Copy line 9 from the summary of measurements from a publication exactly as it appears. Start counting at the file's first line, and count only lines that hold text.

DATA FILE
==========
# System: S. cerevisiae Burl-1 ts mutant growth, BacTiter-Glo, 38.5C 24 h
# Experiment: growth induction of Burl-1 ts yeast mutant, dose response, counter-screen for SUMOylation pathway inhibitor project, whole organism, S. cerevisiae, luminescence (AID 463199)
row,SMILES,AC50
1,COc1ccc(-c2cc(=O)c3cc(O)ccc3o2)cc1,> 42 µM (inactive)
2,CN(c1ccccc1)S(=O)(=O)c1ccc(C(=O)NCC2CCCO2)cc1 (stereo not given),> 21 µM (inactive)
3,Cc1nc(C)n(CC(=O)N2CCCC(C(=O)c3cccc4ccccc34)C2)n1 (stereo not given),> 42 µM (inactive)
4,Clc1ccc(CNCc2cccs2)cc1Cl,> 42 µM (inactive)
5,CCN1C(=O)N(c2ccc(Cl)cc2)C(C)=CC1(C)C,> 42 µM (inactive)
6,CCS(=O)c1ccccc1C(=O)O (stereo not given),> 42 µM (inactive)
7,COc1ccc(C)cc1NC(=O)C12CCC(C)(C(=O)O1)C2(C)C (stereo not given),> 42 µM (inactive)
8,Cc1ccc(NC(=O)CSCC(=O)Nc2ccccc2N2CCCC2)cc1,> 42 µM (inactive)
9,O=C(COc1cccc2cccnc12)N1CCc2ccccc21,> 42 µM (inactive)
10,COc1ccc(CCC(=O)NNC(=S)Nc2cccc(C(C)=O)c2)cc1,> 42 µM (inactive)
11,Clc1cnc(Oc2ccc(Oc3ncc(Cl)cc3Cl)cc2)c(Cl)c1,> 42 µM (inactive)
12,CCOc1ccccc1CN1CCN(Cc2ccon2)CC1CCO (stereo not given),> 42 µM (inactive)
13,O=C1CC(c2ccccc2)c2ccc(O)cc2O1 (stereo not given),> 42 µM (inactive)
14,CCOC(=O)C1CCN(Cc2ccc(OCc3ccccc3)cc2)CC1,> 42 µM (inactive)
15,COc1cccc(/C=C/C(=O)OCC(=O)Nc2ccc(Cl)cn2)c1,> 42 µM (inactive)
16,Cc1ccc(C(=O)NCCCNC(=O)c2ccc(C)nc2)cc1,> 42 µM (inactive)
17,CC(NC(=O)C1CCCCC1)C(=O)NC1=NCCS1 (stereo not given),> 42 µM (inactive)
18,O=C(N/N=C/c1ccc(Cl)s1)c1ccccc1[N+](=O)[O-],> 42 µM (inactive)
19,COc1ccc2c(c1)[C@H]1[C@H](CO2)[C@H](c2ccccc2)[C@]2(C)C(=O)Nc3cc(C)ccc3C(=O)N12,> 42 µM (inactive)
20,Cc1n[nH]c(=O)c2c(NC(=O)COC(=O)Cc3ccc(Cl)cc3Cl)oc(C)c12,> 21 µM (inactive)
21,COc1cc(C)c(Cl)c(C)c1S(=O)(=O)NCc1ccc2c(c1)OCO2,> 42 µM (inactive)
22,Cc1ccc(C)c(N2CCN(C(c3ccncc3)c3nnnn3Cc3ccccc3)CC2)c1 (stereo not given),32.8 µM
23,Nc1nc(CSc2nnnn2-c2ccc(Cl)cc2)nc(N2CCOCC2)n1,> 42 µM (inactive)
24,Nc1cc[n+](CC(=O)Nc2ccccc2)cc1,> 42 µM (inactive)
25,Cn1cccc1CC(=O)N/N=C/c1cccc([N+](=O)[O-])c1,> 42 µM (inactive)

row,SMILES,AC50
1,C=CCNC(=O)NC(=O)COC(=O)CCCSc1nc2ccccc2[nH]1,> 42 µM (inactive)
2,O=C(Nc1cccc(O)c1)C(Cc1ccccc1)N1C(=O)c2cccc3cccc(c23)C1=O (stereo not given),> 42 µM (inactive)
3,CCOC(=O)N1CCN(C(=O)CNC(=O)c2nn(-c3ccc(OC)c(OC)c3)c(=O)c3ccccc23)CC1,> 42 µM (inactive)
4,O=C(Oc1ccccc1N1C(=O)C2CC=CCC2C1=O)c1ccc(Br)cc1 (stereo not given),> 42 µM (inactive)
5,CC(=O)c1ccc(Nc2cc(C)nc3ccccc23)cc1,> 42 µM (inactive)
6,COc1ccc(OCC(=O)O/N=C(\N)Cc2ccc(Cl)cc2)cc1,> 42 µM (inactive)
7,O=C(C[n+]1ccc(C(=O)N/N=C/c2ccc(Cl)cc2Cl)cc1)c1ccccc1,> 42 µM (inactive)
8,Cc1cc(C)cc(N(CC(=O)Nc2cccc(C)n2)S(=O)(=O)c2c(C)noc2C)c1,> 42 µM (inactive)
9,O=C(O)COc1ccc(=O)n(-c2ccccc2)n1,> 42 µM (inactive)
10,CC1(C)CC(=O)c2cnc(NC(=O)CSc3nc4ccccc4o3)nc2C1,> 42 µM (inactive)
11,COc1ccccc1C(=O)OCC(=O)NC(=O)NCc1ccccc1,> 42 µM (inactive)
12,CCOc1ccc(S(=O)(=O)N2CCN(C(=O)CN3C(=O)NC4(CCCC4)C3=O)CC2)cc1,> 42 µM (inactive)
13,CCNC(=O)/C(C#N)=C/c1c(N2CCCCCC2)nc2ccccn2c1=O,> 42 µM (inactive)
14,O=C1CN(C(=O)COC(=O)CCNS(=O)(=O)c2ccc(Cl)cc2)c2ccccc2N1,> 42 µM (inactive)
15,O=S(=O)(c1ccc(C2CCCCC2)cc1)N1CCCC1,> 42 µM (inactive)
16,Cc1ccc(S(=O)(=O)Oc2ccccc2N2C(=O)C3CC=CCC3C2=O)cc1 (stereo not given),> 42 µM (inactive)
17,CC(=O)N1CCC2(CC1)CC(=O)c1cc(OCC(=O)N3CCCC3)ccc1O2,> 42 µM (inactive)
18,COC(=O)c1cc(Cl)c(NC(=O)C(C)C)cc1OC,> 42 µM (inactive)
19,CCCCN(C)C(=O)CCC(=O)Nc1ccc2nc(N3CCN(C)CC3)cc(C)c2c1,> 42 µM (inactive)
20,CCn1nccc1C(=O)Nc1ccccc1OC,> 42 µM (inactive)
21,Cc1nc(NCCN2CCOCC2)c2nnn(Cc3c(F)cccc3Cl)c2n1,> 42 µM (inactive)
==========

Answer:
6,CCS(=O)c1ccccc1C(=O)O (stereo not given),> 42 µM (inactive)